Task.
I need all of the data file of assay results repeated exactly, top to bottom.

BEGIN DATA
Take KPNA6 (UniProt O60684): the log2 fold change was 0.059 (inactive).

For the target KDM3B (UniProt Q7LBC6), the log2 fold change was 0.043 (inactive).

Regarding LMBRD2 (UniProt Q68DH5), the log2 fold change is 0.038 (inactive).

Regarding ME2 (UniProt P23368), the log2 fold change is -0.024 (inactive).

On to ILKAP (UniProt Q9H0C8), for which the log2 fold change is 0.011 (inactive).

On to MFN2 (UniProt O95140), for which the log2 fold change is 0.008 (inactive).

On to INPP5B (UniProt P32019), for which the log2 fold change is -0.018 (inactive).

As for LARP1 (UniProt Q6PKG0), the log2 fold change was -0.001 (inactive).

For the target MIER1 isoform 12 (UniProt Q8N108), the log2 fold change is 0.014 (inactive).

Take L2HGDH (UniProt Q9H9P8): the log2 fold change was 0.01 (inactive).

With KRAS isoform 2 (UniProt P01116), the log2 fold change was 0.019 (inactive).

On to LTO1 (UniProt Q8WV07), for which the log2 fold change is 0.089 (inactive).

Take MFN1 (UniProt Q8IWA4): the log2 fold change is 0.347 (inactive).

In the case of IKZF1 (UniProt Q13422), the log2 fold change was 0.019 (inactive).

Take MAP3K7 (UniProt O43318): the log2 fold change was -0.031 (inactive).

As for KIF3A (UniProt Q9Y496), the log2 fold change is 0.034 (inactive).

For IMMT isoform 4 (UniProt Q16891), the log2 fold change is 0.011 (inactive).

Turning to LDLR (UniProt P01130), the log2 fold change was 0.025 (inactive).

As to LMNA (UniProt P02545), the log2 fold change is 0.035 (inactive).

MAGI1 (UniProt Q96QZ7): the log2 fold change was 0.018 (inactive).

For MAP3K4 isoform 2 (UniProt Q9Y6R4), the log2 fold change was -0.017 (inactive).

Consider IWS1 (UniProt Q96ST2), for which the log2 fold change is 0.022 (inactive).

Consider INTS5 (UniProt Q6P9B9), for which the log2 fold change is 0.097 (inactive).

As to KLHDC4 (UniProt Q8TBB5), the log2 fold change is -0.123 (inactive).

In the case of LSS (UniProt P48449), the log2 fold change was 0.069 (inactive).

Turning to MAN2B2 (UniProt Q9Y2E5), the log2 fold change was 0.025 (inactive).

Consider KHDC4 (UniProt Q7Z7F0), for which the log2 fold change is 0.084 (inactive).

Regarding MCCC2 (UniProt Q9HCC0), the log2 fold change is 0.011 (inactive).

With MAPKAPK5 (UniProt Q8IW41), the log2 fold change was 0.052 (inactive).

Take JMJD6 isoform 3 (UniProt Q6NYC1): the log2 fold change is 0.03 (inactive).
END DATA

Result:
Take KPNA6 (UniProt O60684): the log2 fold change was 0.059 (inactive).

For the target KDM3B (UniProt Q7LBC6), the log2 fold change was 0.043 (inactive).

Regarding LMBRD2 (UniProt Q68DH5), the log2 fold change is 0.038 (inactive).

Regarding ME2 (UniProt P23368), the log2 fold change is -0.024 (inactive).

On to ILKAP (UniProt Q9H0C8), for which the log2 fold change is 0.011 (inactive).

On to MFN2 (UniProt O95140), for which the log2 fold change is 0.008 (inactive).

On to INPP5B (UniProt P32019), for which the log2 fold change is -0.018 (inactive).

As for LARP1 (UniProt Q6PKG0), the log2 fold change was -0.001 (inactive).

For the target MIER1 isoform 12 (UniProt Q8N108), the log2 fold change is 0.014 (inactive).

Take L2HGDH (UniProt Q9H9P8): the log2 fold change was 0.01 (inactive).

With KRAS isoform 2 (UniProt P01116), the log2 fold change was 0.019 (inactive).

On to LTO1 (UniProt Q8WV07), for which the log2 fold change is 0.089 (inactive).

Take MFN1 (UniProt Q8IWA4): the log2 fold change is 0.347 (inactive).

In the case of IKZF1 (UniProt Q13422), the log2 fold change was 0.019 (inactive).

Take MAP3K7 (UniProt O43318): the log2 fold change was -0.031 (inactive).

As for KIF3A (UniProt Q9Y496), the log2 fold change is 0.034 (inactive).

For IMMT isoform 4 (UniProt Q16891), the log2 fold change is 0.011 (inactive).

Turning to LDLR (UniProt P01130), the log2 fold change was 0.025 (inactive).

As to LMNA (UniProt P02545), the log2 fold change is 0.035 (inactive).

MAGI1 (UniProt Q96QZ7): the log2 fold change was 0.018 (inactive).

For MAP3K4 isoform 2 (UniProt Q9Y6R4), the log2 fold change was -0.017 (inactive).

Consider IWS1 (UniProt Q96ST2), for which the log2 fold change is 0.022 (inactive).

Consider INTS5 (UniProt Q6P9B9), for which the log2 fold change is 0.097 (inactive).

As to KLHDC4 (UniProt Q8TBB5), the log2 fold change is -0.123 (inactive).

In the case of LSS (UniProt P48449), the log2 fold change was 0.069 (inactive).

Turning to MAN2B2 (UniProt Q9Y2E5), the log2 fold change was 0.025 (inactive).

Consider KHDC4 (UniProt Q7Z7F0), for which the log2 fold change is 0.084 (inactive).

Regarding MCCC2 (UniProt Q9HCC0), the log2 fold change is 0.011 (inactive).

With MAPKAPK5 (UniProt Q8IW41), the log2 fold change was 0.052 (inactive).

Take JMJD6 isoform 3 (UniProt Q6NYC1): the log2 fold change is 0.03 (inactive).